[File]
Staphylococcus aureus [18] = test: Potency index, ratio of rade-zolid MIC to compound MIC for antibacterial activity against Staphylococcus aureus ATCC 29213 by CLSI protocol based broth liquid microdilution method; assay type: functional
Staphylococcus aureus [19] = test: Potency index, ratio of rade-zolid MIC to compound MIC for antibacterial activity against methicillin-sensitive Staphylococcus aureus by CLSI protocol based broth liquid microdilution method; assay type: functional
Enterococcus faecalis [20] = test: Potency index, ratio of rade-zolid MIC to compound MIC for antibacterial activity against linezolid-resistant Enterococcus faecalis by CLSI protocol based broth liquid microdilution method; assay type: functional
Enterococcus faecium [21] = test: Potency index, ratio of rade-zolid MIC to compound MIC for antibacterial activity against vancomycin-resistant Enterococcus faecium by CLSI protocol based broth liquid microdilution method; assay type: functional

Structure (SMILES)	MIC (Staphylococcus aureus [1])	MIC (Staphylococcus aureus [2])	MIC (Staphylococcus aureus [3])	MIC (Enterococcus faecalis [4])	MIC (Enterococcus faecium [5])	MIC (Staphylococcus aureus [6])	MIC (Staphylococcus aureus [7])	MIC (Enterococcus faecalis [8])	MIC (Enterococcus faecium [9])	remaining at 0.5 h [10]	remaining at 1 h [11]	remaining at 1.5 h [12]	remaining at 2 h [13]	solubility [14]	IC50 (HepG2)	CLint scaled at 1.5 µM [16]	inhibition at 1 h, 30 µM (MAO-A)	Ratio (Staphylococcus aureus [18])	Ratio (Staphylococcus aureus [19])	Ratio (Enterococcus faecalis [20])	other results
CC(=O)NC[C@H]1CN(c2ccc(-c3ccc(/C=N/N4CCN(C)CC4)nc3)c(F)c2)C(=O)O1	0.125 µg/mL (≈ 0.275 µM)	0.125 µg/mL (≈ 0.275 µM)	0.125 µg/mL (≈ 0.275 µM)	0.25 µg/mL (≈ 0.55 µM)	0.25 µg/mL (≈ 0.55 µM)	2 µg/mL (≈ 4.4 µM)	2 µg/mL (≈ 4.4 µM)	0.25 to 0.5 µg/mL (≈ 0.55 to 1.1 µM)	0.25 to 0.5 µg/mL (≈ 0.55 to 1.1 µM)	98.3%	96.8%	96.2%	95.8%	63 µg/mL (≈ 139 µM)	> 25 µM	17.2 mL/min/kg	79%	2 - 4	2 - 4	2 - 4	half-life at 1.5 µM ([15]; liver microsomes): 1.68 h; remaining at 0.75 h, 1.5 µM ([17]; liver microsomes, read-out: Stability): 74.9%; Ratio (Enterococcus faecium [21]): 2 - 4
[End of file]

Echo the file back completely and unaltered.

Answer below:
Staphylococcus aureus [18] = test: Potency index, ratio of rade-zolid MIC to compound MIC for antibacterial activity against Staphylococcus aureus ATCC 29213 by CLSI protocol based broth liquid microdilution method; assay type: functional
Staphylococcus aureus [19] = test: Potency index, ratio of rade-zolid MIC to compound MIC for antibacterial activity against methicillin-sensitive Staphylococcus aureus by CLSI protocol based broth liquid microdilution method; assay type: functional
Enterococcus faecalis [20] = test: Potency index, ratio of rade-zolid MIC to compound MIC for antibacterial activity against linezolid-resistant Enterococcus faecalis by CLSI protocol based broth liquid microdilution method; assay type: functional
Enterococcus faecium [21] = test: Potency index, ratio of rade-zolid MIC to compound MIC for antibacterial activity against vancomycin-resistant Enterococcus faecium by CLSI protocol based broth liquid microdilution method; assay type: functional

Structure (SMILES)	MIC (Staphylococcus aureus [1])	MIC (Staphylococcus aureus [2])	MIC (Staphylococcus aureus [3])	MIC (Enterococcus faecalis [4])	MIC (Enterococcus faecium [5])	MIC (Staphylococcus aureus [6])	MIC (Staphylococcus aureus [7])	MIC (Enterococcus faecalis [8])	MIC (Enterococcus faecium [9])	remaining at 0.5 h [10]	remaining at 1 h [11]	remaining at 1.5 h [12]	remaining at 2 h [13]	solubility [14]	IC50 (HepG2)	CLint scaled at 1.5 µM [16]	inhibition at 1 h, 30 µM (MAO-A)	Ratio (Staphylococcus aureus [18])	Ratio (Staphylococcus aureus [19])	Ratio (Enterococcus faecalis [20])	other results
CC(=O)NC[C@H]1CN(c2ccc(-c3ccc(/C=N/N4CCN(C)CC4)nc3)c(F)c2)C(=O)O1	0.125 µg/mL (≈ 0.275 µM)	0.125 µg/mL (≈ 0.275 µM)	0.125 µg/mL (≈ 0.275 µM)	0.25 µg/mL (≈ 0.55 µM)	0.25 µg/mL (≈ 0.55 µM)	2 µg/mL (≈ 4.4 µM)	2 µg/mL (≈ 4.4 µM)	0.25 to 0.5 µg/mL (≈ 0.55 to 1.1 µM)	0.25 to 0.5 µg/mL (≈ 0.55 to 1.1 µM)	98.3%	96.8%	96.2%	95.8%	63 µg/mL (≈ 139 µM)	> 25 µM	17.2 mL/min/kg	79%	2 - 4	2 - 4	2 - 4	half-life at 1.5 µM ([15]; liver microsomes): 1.68 h; remaining at 0.75 h, 1.5 µM ([17]; liver microsomes, read-out: Stability): 74.9%; Ratio (Enterococcus faecium [21]): 2 - 4